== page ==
def compare_prepends(n, runs_per_trial):
    results = {}
    for function in (
        list_insert_0, list_slice_insert,
        list_add, deque_appendleft, deque_extendleft,
        ):
        shortest_time = min(timeit.repeat(
            lambda: function(n), number=runs_per_trial))
        results[function.__name__] = shortest_time
    ranked_methods = sorted(results.items(), key=lambda kv: kv[1])
    for name, duration in ranked_methods:
        print(f'{name} took {duration} seconds')

and performance (adjusting the number of runs per trial down to compensate for longer running times of more prepends – repeat does three trials by default):

compare_prepends(20, 1_000_000)
compare_prepends(100, 100_000)
compare_prepends(500, 100_000)
compare_prepends(2500, 10_000)
>>> compare_prepends(20, 1_000_000)
deque_extendleft took 0.6490256823599339 seconds
deque_appendleft took 1.4702797569334507 seconds
list_insert_0 took 1.9417422469705343 seconds
list_add took 2.7092894352972507 seconds
list_slice_insert took 3.1809083241969347 seconds
>>> compare_prepends(100, 100_000)
deque_extendleft took 0.1177942156791687 seconds
deque_appendleft took 0.5385235995054245 seconds
list_insert_0 took 0.9471780974417925 seconds
list_slice_insert took 1.4850486349314451 seconds
list_add took 2.1660344172269106 seconds
>>> compare_prepends(500, 100_000)
deque_extendleft took 0.7309095915406942 seconds
deque_appendleft took 2.895373275503516 seconds
list_slice_insert took 8.782583676278591 seconds
list_insert_0 took 8.931685039773583 seconds
list_add took 30.113558700308204 seconds
>>> compare_prepends(2500, 10_000)
deque_extendleft took 0.4839253816753626 seconds
deque_appendleft took 1.5615574326366186 seconds
list_slice_insert took 6.712615916505456 seconds
list_insert_0 took 13.894083382561803 seconds
list_add took 72.1727528590709 seconds

The deque is much faster. As the lists get longer, deques perform even better. If you can use deque’s extendleft you’ll probably get the best performance that way.

If you must use lists, keep in mind that for small lists, list.insert works faster, but for larger lists, inserting using slice notation becomes faster.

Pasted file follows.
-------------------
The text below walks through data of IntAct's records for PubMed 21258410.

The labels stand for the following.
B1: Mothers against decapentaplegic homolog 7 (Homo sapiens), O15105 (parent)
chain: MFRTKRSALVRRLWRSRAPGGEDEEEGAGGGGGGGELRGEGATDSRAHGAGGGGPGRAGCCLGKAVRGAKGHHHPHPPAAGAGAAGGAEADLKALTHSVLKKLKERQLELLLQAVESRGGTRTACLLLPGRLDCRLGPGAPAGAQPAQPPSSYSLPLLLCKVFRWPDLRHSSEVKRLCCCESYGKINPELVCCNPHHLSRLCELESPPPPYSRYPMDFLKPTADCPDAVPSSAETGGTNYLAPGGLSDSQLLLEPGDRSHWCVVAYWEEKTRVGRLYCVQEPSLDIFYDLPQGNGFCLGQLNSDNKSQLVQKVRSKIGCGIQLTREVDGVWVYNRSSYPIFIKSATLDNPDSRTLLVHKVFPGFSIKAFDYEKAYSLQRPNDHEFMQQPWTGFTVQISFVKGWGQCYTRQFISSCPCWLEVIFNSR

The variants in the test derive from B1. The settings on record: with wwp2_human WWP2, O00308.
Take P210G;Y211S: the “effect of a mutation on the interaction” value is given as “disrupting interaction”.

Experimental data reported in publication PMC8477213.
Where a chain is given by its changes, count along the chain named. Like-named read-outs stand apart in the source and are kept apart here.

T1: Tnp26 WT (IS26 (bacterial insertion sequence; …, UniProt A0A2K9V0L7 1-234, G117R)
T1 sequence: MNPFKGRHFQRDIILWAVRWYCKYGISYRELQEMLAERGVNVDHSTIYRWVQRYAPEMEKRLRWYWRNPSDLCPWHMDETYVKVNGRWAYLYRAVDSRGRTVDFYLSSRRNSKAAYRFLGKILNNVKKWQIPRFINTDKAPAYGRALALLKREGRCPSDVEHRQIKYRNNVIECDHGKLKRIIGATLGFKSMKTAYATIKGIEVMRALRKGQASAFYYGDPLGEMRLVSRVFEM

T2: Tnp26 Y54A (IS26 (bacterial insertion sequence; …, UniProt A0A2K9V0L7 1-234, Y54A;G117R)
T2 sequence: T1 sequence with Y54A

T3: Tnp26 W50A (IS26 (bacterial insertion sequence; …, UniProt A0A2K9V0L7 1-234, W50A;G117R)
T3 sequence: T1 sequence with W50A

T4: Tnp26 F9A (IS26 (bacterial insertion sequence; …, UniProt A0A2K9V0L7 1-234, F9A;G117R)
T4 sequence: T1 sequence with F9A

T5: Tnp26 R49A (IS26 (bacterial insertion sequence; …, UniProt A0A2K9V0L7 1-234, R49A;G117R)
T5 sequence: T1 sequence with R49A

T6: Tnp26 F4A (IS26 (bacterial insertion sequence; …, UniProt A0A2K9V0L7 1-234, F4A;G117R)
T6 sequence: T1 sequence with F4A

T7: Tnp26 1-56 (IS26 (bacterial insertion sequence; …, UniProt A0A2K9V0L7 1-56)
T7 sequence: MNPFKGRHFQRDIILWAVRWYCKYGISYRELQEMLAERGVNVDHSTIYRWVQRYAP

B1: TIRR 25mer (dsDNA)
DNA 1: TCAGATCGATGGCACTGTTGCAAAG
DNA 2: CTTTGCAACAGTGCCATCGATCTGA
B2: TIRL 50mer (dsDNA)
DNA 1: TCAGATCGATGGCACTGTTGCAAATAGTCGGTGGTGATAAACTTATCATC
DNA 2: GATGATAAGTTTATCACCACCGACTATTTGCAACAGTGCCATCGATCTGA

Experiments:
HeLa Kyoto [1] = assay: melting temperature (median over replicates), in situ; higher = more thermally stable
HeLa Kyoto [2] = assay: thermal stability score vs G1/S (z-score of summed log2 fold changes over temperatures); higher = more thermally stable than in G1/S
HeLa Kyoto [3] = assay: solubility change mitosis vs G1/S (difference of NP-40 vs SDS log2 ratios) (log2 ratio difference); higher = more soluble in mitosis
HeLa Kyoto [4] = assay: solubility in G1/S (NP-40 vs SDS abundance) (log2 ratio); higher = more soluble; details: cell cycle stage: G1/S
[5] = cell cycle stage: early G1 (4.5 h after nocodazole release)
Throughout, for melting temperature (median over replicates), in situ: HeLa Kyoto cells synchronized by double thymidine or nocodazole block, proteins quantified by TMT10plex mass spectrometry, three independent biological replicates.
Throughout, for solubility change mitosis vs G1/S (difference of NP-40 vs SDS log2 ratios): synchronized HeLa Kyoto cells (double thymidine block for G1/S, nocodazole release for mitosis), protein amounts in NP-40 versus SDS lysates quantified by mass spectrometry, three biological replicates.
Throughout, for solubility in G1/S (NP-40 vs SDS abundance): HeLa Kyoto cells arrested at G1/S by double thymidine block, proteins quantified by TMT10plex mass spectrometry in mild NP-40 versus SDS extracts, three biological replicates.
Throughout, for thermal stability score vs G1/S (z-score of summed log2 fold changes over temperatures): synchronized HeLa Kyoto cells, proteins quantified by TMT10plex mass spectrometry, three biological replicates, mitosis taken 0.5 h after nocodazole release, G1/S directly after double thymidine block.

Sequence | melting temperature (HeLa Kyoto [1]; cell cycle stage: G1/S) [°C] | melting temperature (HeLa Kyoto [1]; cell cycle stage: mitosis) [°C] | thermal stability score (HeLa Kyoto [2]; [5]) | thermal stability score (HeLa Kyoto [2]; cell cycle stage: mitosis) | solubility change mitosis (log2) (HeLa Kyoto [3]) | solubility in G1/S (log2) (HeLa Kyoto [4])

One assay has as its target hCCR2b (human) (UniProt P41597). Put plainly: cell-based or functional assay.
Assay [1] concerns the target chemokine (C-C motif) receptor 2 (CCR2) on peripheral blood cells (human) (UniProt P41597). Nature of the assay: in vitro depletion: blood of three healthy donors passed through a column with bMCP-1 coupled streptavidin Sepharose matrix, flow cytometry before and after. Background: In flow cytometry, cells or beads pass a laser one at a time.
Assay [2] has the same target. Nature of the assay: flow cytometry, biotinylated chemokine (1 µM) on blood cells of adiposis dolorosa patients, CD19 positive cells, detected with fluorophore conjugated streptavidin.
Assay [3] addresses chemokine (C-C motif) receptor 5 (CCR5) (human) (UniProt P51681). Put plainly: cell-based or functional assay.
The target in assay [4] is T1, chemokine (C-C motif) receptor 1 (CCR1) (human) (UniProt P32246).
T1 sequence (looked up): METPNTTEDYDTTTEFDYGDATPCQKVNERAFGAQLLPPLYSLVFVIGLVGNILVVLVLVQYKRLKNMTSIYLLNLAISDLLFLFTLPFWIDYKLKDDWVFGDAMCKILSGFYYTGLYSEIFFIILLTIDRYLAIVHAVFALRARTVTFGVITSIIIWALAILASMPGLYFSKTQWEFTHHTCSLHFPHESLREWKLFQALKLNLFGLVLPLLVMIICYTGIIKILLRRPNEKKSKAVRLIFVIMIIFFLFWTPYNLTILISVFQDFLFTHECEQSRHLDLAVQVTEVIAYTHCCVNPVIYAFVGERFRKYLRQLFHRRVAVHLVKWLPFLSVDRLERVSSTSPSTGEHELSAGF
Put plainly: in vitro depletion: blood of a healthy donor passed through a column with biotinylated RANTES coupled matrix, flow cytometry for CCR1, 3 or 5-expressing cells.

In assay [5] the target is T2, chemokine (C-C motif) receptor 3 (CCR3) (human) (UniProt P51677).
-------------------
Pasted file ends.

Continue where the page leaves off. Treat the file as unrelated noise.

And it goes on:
Don’t prepend to lists

Lists were meant to be appended to, not prepended to. If you have a situation where this kind of prepending is a hurting the performace of your code, either switch to a deque or, if you can reverse your semantics and accomplish the same goal, reverse your list and append instead.

In general, avoid prepending to the built-in Python list object.

In my opinion, the most elegant and idiomatic way of prepending an element or list to another list, in Python, is using the expansion operator * (also called unpacking operator),

# Initial list
l = [4, 5, 6]

# Modification
l = [1, 2, 3, *l]

Where the resulting list after the modification is [1, 2, 3, 4, 5, 6]

I also like simply combining two lists with the operator +, as shown,

# Prepends [1, 2, 3] to l
l = [1, 2, 3] + l

# Prepends element 42 to l
l = [42] + l

I don’t like the other common approach, l.insert(0, value), as it requires a magic number. Moreover, insert() only allows prepending a single element, however the approach above has the same syntax for prepending a single element or multiple elements.

Answered By: jose.angel.jimenez

Lets go over 4 methods

  1. Using insert()
>>> 
>>> l = list(range(5))
>>> l
[0, 1, 2, 3, 4]
>>> l.insert(0, 5)
>>> l
[5, 0, 1, 2, 3, 4]
>>> 
  1. Using [] and +
>>> 
>>> l = list(range(5))
>>> l
[0, 1, 2, 3, 4]
>>> l = [5] + l
>>> l
[5, 0, 1, 2, 3, 4]
>>> 
  1. Using Slicing
>>> 
>>> l = list(range(5))
>>> l
[0, 1, 2, 3, 4]
>>> l[:0] = [5]
>>> l
[5, 0, 1, 2, 3, 4]
>>> 
  1. Using collections.deque.appendleft()
>>> 
>>> from collections import deque
>>> 
>>> l = list(range(5))
>>> l
[0, 1, 2, 3, 4]
>>> l = deque(l)
>>> l.appendleft(5)
>>> l = list(l)
>>> l
[5, 0, 1, 2, 3, 4]
>>> 
Answered By: Prabhav Rajeev

I would have done something quite fast forward in python >= 3.0

list=[0,*list]

It maybe be not the most efficient way, but it’s the most Pythonic in my opinion.

Answered By: Jérémy